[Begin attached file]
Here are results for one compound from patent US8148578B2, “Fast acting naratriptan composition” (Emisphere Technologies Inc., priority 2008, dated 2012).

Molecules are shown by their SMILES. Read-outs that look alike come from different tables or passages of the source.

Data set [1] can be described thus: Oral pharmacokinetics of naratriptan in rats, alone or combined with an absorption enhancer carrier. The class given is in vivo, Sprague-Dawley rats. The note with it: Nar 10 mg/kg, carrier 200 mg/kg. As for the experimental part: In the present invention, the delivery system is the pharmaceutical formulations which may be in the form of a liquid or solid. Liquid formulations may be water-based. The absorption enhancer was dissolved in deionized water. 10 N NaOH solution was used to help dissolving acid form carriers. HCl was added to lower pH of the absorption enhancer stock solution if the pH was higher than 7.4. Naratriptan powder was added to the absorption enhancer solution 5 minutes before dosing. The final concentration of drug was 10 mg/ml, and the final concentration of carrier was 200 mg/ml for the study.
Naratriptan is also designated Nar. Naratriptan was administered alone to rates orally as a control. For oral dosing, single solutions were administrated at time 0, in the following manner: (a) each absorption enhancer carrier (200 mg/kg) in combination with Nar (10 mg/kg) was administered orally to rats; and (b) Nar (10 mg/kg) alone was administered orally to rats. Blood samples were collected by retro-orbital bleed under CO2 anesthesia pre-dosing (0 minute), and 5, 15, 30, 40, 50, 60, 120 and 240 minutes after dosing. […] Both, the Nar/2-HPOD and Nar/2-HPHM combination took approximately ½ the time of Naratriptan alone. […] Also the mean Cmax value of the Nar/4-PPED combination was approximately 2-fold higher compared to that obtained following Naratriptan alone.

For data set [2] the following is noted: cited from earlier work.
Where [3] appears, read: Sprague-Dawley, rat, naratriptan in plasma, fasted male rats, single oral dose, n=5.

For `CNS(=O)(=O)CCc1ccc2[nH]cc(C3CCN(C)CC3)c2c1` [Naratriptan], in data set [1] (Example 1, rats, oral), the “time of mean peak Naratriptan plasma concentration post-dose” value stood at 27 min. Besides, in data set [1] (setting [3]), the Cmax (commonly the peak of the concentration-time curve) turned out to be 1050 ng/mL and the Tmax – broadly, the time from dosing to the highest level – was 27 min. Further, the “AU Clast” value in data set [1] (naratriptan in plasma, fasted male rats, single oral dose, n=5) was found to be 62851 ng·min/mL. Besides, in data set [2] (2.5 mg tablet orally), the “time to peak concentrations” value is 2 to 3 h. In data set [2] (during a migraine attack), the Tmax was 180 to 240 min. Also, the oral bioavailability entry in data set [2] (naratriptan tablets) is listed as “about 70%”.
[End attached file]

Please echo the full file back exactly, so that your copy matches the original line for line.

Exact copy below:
Here are results for one compound from patent US8148578B2, “Fast acting naratriptan composition” (Emisphere Technologies Inc., priority 2008, dated 2012).

Molecules are shown by their SMILES. Read-outs that look alike come from different tables or passages of the source.

Data set [1] can be described thus: Oral pharmacokinetics of naratriptan in rats, alone or combined with an absorption enhancer carrier. The class given is in vivo, Sprague-Dawley rats. The note with it: Nar 10 mg/kg, carrier 200 mg/kg. As for the experimental part: In the present invention, the delivery system is the pharmaceutical formulations which may be in the form of a liquid or solid. Liquid formulations may be water-based. The absorption enhancer was dissolved in deionized water. 10 N NaOH solution was used to help dissolving acid form carriers. HCl was added to lower pH of the absorption enhancer stock solution if the pH was higher than 7.4. Naratriptan powder was added to the absorption enhancer solution 5 minutes before dosing. The final concentration of drug was 10 mg/ml, and the final concentration of carrier was 200 mg/ml for the study.
Naratriptan is also designated Nar. Naratriptan was administered alone to rates orally as a control. For oral dosing, single solutions were administrated at time 0, in the following manner: (a) each absorption enhancer carrier (200 mg/kg) in combination with Nar (10 mg/kg) was administered orally to rats; and (b) Nar (10 mg/kg) alone was administered orally to rats. Blood samples were collected by retro-orbital bleed under CO2 anesthesia pre-dosing (0 minute), and 5, 15, 30, 40, 50, 60, 120 and 240 minutes after dosing. […] Both, the Nar/2-HPOD and Nar/2-HPHM combination took approximately ½ the time of Naratriptan alone. […] Also the mean Cmax value of the Nar/4-PPED combination was approximately 2-fold higher compared to that obtained following Naratriptan alone.

For data set [2] the following is noted: cited from earlier work.
Where [3] appears, read: Sprague-Dawley, rat, naratriptan in plasma, fasted male rats, single oral dose, n=5.

For `CNS(=O)(=O)CCc1ccc2[nH]cc(C3CCN(C)CC3)c2c1` [Naratriptan], in data set [1] (Example 1, rats, oral), the “time of mean peak Naratriptan plasma concentration post-dose” value stood at 27 min. Besides, in data set [1] (setting [3]), the Cmax (commonly the peak of the concentration-time curve) turned out to be 1050 ng/mL and the Tmax – broadly, the time from dosing to the highest level – was 27 min. Further, the “AU Clast” value in data set [1] (naratriptan in plasma, fasted male rats, single oral dose, n=5) was found to be 62851 ng·min/mL. Besides, in data set [2] (2.5 mg tablet orally), the “time to peak concentrations” value is 2 to 3 h. In data set [2] (during a migraine attack), the Tmax was 180 to 240 min. Also, the oral bioavailability entry in data set [2] (naratriptan tablets) is listed as “about 70%”.